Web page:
In this elective, we designed a tangible music controller named Topplr, which is designed to effortlessly perform interactions with music controls while working behind the computer.
As working behind a computer often requires much of attention (e.g. writing reports, reading papers, etc.), the intention of this interface was to interact with music without being distracted from the work-related task itself. According to the divided attention theory (Kahneman, 1973), attention can be described as a finite amount of mental resources, divided over sensorial, bodily, and/or cognitive activities. Activities that require many mental resources are often performed in the center of attention, while less demanding tasks can be performed in the periphery of attention.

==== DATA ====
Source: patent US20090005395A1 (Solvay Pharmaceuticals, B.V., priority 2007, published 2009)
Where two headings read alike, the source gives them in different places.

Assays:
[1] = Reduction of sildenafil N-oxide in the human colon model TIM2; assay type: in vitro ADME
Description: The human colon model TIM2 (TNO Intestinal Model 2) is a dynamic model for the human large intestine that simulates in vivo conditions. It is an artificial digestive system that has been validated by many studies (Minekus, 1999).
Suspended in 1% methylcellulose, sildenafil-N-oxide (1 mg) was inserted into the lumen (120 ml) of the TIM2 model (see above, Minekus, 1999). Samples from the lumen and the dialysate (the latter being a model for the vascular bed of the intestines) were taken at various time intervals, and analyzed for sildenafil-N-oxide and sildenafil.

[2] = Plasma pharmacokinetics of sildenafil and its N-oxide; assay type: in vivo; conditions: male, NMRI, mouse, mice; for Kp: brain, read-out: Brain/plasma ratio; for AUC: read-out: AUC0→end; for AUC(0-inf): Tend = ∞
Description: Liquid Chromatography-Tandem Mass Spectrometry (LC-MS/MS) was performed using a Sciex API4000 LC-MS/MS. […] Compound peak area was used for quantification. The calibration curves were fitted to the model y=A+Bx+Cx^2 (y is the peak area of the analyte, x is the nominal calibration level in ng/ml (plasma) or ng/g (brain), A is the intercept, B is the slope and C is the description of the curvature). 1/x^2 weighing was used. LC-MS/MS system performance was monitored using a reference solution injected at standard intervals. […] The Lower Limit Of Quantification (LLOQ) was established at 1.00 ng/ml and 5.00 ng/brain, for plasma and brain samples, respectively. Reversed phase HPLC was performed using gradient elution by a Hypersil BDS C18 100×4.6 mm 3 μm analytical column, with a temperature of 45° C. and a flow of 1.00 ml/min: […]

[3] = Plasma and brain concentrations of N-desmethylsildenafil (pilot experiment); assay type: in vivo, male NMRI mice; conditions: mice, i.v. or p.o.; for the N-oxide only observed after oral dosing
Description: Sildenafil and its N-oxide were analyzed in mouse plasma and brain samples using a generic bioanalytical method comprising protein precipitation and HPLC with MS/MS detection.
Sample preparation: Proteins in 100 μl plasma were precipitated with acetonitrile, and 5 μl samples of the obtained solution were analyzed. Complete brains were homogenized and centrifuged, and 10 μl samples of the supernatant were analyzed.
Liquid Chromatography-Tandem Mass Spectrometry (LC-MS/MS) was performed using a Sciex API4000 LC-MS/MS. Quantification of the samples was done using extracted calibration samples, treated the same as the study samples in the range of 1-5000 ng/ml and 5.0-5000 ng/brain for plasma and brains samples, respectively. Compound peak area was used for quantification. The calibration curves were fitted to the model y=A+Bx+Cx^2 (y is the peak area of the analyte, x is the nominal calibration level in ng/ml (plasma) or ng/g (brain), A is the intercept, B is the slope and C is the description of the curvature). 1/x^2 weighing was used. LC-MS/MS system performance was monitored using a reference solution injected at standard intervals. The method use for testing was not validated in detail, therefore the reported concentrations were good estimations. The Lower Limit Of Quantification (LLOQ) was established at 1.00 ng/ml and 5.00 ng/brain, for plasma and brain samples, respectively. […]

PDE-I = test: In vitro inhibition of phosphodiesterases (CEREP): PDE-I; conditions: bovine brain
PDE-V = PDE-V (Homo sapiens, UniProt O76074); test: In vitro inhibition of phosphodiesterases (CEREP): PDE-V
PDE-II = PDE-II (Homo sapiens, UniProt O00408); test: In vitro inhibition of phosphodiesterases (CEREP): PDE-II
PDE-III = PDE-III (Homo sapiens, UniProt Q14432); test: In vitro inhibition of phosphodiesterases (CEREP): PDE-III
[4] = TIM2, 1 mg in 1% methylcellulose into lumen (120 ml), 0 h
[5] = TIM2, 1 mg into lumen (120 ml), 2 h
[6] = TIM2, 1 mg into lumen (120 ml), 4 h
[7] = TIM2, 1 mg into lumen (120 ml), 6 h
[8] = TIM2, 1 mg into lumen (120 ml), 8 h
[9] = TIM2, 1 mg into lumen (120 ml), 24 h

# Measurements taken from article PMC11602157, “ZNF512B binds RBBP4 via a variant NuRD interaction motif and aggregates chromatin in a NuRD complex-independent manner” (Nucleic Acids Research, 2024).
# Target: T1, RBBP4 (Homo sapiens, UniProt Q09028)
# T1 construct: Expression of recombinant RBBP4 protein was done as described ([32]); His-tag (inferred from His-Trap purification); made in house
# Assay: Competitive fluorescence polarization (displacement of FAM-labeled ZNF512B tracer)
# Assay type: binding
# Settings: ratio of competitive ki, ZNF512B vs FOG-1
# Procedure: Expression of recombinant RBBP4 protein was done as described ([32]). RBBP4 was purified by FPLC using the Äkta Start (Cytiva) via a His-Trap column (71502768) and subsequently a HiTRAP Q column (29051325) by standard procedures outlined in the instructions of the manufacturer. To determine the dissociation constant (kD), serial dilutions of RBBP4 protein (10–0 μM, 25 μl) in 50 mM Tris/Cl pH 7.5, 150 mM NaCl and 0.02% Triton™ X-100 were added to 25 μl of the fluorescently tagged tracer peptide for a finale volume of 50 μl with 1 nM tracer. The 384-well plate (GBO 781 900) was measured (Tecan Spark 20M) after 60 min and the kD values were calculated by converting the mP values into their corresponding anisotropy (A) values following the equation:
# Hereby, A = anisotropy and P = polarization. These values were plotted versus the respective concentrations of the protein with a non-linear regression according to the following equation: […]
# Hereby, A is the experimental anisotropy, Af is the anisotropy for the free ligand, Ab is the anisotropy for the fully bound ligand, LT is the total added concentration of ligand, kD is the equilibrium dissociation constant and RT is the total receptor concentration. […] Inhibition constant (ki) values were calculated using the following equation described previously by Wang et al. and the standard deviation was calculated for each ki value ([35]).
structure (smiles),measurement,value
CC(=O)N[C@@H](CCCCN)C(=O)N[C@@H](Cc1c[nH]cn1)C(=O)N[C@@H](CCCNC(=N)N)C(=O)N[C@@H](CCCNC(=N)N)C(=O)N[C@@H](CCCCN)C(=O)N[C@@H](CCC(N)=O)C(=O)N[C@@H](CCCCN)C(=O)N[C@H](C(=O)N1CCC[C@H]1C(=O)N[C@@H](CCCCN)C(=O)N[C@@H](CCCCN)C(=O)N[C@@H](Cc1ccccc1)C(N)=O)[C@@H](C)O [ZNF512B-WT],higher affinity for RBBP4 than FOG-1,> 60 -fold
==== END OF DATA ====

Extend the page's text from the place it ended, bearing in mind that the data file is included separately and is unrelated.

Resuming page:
The aim for the design of Topplr was to design interactions that would require a minimal amount of mental resources, so they could be performed in the periphery of attention. Thus, keeping most mental resources available for the working task at hand to be performed in the center of attention.